With deal on judges, Senate goes home for the elections

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Less than a week after ending a bruising partisan fight over the confirmation of Supreme Court nominee Brett Kavanaugh, the U.S. Senate joined the House in heading home for the November mid-term elections, as Democrats and Republicans agreed to allow approval of a package of GOP nominations, freeing those Senators who are up for re-election to return home to campaign.

The House left town two weeks ago; both chambers will return for their next votes on November 13, a week after Election Day.

Democrats cut the deal despite a lot of grumbling from their own side, as many more liberal activists wanted the Senate to stay in session, and have Democrats force votes and debates over any judicial nominee by President Trump.

15 judges were approved in the deal, which included three nominees to federal appeals courts, and a dozen federal district judges.




While Democrats have forced Republicans to use extra debate time repeatedly on nominations, GOP leaders have been relentless in using time on the Senate floor for judicial picks by President Trump in 2017 and 2018, confirming 84 judges to all levels of the judiciary.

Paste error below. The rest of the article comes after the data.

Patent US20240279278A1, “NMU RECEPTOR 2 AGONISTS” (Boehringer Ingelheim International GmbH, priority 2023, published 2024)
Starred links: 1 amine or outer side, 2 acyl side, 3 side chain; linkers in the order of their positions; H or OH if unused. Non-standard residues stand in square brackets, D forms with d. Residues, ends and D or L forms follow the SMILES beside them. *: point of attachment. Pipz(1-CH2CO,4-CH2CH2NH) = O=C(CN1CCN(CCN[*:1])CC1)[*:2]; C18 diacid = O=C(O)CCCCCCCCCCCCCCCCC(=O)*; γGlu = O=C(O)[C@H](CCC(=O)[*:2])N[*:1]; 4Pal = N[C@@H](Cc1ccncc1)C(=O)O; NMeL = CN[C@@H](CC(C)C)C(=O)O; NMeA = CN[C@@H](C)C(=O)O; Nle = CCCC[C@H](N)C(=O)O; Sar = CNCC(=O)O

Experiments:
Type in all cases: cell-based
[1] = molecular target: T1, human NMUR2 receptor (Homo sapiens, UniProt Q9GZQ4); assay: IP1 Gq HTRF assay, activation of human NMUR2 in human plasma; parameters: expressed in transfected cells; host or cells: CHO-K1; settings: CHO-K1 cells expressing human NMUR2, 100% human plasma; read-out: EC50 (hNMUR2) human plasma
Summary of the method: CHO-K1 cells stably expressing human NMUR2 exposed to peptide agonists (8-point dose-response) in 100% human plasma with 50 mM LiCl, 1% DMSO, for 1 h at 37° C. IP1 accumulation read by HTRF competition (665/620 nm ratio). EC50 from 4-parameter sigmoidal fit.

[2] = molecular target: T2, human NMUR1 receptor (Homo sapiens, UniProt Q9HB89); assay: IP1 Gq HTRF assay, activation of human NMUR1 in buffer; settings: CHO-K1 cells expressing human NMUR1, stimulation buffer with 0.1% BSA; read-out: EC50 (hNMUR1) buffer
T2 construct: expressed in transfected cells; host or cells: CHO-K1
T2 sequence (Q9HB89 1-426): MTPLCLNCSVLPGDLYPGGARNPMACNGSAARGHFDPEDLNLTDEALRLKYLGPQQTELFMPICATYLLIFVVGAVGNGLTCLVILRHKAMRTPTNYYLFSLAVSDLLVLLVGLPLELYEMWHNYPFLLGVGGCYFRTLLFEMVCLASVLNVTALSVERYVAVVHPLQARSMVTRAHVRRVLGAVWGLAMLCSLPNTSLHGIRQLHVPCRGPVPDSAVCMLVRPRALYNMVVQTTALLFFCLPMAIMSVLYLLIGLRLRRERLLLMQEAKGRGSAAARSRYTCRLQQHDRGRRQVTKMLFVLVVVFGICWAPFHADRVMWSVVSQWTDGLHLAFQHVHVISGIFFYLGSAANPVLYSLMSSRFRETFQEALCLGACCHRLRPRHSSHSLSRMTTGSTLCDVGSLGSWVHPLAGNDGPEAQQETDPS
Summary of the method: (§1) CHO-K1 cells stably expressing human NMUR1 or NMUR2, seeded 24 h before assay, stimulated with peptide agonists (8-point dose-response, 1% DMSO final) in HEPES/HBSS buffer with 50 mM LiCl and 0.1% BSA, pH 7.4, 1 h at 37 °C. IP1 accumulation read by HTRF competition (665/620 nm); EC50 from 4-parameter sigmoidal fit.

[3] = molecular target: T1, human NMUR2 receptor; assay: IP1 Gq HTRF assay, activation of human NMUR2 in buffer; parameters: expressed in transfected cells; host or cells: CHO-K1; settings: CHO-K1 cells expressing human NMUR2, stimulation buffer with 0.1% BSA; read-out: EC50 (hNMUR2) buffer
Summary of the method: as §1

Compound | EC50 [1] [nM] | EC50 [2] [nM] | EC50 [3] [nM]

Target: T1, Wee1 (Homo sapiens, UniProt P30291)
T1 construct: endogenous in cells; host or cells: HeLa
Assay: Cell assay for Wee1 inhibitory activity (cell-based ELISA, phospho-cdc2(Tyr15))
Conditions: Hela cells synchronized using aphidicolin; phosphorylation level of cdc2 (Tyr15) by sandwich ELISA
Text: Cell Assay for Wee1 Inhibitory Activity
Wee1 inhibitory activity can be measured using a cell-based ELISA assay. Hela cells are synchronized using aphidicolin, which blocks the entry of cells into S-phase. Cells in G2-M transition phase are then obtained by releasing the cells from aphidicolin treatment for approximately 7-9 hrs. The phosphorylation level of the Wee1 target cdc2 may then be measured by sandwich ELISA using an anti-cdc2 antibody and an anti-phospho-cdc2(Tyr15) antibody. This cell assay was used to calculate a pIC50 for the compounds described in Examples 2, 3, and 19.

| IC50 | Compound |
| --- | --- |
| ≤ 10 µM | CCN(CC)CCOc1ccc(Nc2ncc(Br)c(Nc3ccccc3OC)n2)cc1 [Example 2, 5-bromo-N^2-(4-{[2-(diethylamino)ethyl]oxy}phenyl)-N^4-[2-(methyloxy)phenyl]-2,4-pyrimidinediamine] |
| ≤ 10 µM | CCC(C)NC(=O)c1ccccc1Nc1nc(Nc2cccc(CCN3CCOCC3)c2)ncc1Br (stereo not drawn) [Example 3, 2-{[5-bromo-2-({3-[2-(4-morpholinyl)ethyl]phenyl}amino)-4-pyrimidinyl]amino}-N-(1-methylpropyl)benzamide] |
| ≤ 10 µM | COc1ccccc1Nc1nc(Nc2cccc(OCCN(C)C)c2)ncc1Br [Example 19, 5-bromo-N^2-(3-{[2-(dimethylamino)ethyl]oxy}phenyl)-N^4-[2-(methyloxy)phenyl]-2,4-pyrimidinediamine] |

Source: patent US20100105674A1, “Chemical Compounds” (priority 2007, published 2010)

And with the rules changes in the Senate – spearheaded by Democrats back in 2012 – which eliminated the use of the 60 vote filibuster against judicial nominees, there isn’t much Democrats can do to stop those Trump nominations, unless Republicans refuse to support the choices.

“Trump and McConnell are confirming conservative judges at a breakneck pace in what’s sure to be Trump’s most enduring legacy,” said Brian Fallon, who worked for Hillary Clinton and the Obama Justice Department, and has tried to spur Democrats to fight harder to block President Trump’s nominees.

“Senate Must Stop Rubberstamping of Trump’s Takeover of Federal Courts,” boomed a press release by the Leadership Conference on Civil and Human Rights, as liberal groups denounced the deal.

But without any votes from Republicans – Democrats are powerless to stop the GOP from confirming judges. Their best weapon is to simply win a majority in the Senate in the upcoming election.

A number of other nominations by the President were also approved late Thursday, including a series of ambassadors.

As GOP Senators crowed about their record number of judicial confirmations, they also took aim at Democrats on the way out of town.

“Senate Democrats must want to get out of Washington to campaign,” said Sen. John Cornyn (R-TX).

One note – while the House and Senate will not conduct any legislative business until after the elections, but Congress is not officially in ‘recess’ – so, President Trump will not be able to make any recess appointments.